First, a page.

Cloud-based solutions to ensure BPO operations during calamities

Posted at 08/22/2012 7:53 AM | Updated as of 08/22/2012 8:07 AM

MANILA, Philippines - The Philippine business-process outsourcing (BPO) industry, because of the numerous typhoons that are visiting the country every year, needs to shift further to cloud-based solutions to ensure continuity of service, American technology provider inContact said.

Junie Pama, country manager of inContact, said disruption of operations similar to what happened from August 6 to 8 due to widespread flooding in Metro Manila and nearby provinces has already put in question the reliability of the Philippines as an outsourcing destination.

“Disruption in BPO operations in times of calamities is the biggest threat to the industry, which is emerging as the most vibrant sector of the Philippine economy. Why risk the country’s competitive advantage in the BPO space, when there is a solution available,” Pama said in a statement.

He said shifting to cloud-based solutions rather than sticking to premised-based solutions will diminish the risk of work stoppage of BPO firms.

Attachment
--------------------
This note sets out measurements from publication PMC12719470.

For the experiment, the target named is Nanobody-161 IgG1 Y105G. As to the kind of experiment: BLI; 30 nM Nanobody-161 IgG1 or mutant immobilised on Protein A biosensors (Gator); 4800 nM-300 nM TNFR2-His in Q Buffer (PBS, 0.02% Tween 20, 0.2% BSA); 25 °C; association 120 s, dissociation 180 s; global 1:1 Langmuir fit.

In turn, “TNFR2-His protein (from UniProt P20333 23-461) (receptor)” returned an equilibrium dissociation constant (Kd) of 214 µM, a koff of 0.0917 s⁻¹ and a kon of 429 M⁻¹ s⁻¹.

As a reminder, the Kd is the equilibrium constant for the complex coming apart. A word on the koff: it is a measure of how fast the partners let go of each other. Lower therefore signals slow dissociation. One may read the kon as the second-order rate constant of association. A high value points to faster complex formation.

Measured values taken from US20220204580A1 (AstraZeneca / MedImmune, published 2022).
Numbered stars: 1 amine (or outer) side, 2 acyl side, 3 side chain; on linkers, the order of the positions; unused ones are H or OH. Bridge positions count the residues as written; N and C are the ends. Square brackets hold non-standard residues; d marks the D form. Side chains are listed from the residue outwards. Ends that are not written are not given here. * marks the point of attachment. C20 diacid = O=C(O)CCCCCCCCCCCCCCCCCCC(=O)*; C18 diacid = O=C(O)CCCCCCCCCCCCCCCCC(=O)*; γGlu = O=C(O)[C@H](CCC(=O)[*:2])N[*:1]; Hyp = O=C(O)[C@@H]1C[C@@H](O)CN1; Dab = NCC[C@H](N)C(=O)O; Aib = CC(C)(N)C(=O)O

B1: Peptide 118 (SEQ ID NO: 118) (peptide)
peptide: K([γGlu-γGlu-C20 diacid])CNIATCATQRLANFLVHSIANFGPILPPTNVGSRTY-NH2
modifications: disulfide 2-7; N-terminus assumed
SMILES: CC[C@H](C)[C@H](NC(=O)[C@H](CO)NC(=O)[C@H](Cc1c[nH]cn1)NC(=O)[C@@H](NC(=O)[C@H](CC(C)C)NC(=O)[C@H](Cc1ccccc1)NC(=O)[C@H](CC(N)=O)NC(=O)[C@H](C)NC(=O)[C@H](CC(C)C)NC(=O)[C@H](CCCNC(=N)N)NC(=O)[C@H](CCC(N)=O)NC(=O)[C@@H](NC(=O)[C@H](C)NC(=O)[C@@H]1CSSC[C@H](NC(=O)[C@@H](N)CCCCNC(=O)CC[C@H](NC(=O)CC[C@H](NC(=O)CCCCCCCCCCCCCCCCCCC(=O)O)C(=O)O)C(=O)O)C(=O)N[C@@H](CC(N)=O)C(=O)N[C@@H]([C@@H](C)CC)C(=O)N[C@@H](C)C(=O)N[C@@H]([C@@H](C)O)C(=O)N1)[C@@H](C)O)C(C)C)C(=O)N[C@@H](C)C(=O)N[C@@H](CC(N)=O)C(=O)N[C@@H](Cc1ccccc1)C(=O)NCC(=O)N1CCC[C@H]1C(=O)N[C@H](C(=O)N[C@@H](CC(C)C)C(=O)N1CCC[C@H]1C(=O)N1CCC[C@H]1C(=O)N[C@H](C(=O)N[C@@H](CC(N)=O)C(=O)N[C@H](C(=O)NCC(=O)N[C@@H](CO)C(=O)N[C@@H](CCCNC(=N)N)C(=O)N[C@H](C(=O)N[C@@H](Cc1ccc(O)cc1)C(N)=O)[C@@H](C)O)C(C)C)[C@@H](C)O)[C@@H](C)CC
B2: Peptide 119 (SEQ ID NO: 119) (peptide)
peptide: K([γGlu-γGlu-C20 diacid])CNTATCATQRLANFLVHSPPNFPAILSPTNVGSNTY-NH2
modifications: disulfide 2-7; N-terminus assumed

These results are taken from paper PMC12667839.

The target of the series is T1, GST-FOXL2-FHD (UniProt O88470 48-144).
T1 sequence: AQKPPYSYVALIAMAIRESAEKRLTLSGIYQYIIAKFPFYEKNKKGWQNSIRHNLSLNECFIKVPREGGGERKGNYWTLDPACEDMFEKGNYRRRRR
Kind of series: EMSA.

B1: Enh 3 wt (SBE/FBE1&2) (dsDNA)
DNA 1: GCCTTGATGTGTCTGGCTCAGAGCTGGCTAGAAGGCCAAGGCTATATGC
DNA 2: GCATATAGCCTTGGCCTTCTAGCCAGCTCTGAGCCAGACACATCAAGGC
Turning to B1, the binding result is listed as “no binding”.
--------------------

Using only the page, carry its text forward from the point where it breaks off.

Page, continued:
Pama said inContact is now offering its cloud-based disaster-recovery program (DRP) that allows BPO companies and customer-support agents to remain in contact with their clients, even during a natural disaster.

He said call centers and BPOs, without a DRP, are highly exposed to natural disasters and are most likely to experience hardware failures and disruption of business operations.

“inContact’s flexible cloud-based DRP solutions can address the problem, because these solutions are hosted in multiple sites, unlike the premise-based technologies, which are highly exposed to natural disasters,” he said.

The DRP solutions include geographic redundancy, which ensures that even if one hosting site goes down, all functionality switches over to the second site. “It guarantees a 99.99-percent uptime and offers flexible connectivity options, which ensure that companies get calls to agents even if some options are failing,” Pama said.